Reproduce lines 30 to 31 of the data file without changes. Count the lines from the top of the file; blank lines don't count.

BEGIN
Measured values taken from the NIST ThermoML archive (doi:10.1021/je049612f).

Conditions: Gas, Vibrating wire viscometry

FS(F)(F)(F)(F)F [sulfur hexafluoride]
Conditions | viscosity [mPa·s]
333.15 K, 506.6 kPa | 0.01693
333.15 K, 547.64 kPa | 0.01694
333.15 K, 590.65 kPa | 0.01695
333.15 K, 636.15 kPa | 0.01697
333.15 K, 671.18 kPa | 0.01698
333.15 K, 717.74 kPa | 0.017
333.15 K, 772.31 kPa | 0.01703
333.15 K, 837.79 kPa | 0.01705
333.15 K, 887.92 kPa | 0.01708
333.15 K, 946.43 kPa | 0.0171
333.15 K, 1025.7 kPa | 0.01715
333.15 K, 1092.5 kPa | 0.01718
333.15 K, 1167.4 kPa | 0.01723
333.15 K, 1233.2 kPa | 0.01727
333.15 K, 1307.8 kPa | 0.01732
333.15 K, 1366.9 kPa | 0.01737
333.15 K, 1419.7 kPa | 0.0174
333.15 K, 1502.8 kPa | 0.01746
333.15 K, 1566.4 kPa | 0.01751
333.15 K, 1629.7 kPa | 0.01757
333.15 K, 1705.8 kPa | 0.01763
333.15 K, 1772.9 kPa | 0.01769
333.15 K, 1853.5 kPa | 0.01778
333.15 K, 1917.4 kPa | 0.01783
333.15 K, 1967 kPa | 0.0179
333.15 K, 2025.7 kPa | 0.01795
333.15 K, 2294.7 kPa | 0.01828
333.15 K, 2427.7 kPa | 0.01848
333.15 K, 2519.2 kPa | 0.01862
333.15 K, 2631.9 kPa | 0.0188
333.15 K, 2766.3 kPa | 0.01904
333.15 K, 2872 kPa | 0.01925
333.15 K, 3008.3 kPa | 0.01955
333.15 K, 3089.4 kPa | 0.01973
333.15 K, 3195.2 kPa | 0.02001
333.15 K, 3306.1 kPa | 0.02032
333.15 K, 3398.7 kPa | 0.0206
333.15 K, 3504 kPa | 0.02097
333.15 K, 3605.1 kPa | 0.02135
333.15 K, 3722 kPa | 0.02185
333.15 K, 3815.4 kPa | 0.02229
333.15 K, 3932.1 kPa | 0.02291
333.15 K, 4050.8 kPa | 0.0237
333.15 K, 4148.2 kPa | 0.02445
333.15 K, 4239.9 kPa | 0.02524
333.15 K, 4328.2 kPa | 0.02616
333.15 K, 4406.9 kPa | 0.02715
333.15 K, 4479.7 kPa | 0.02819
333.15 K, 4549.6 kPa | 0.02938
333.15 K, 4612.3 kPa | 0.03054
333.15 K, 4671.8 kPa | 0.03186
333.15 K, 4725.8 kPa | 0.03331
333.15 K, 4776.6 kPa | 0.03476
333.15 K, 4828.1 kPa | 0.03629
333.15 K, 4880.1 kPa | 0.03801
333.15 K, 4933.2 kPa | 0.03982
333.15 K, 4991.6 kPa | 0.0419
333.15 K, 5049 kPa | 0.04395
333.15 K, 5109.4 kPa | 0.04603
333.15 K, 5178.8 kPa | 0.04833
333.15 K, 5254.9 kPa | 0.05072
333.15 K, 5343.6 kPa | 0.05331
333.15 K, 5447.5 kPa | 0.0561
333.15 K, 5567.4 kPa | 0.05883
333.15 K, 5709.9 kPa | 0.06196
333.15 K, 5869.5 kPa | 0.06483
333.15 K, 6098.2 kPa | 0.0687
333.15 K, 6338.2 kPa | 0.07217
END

333.15 K, 2025.7 kPa | 0.01795
333.15 K, 2294.7 kPa | 0.01828